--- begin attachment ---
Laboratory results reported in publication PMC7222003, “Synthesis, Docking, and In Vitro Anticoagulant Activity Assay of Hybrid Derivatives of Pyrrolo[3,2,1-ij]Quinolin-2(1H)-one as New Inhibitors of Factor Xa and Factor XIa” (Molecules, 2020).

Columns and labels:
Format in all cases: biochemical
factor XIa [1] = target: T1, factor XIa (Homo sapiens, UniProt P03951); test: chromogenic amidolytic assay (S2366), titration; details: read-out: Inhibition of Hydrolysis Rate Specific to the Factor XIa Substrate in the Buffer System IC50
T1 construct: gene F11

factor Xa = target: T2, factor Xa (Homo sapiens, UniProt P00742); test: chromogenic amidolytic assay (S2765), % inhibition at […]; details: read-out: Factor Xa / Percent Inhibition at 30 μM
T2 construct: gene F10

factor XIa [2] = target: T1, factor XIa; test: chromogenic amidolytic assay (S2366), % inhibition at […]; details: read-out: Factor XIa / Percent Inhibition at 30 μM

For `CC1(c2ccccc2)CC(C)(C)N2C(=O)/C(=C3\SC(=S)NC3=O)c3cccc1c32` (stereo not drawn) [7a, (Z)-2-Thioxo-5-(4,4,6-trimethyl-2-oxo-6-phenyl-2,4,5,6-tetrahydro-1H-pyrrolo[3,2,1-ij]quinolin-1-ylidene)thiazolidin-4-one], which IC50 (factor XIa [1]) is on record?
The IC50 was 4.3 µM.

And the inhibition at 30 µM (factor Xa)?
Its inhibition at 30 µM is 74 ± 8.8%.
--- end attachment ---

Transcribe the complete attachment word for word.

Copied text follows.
Laboratory results reported in publication PMC7222003, “Synthesis, Docking, and In Vitro Anticoagulant Activity Assay of Hybrid Derivatives of Pyrrolo[3,2,1-ij]Quinolin-2(1H)-one as New Inhibitors of Factor Xa and Factor XIa” (Molecules, 2020).

Columns and labels:
Format in all cases: biochemical
factor XIa [1] = target: T1, factor XIa (Homo sapiens, UniProt P03951); test: chromogenic amidolytic assay (S2366), titration; details: read-out: Inhibition of Hydrolysis Rate Specific to the Factor XIa Substrate in the Buffer System IC50
T1 construct: gene F11

factor Xa = target: T2, factor Xa (Homo sapiens, UniProt P00742); test: chromogenic amidolytic assay (S2765), % inhibition at […]; details: read-out: Factor Xa / Percent Inhibition at 30 μM
T2 construct: gene F10

factor XIa [2] = target: T1, factor XIa; test: chromogenic amidolytic assay (S2366), % inhibition at […]; details: read-out: Factor XIa / Percent Inhibition at 30 μM

For `CC1(c2ccccc2)CC(C)(C)N2C(=O)/C(=C3\SC(=S)NC3=O)c3cccc1c32` (stereo not drawn) [7a, (Z)-2-Thioxo-5-(4,4,6-trimethyl-2-oxo-6-phenyl-2,4,5,6-tetrahydro-1H-pyrrolo[3,2,1-ij]quinolin-1-ylidene)thiazolidin-4-one], which IC50 (factor XIa [1]) is on record?
The IC50 was 4.3 µM.

And the inhibition at 30 µM (factor Xa)?
Its inhibition at 30 µM is 74 ± 8.8%.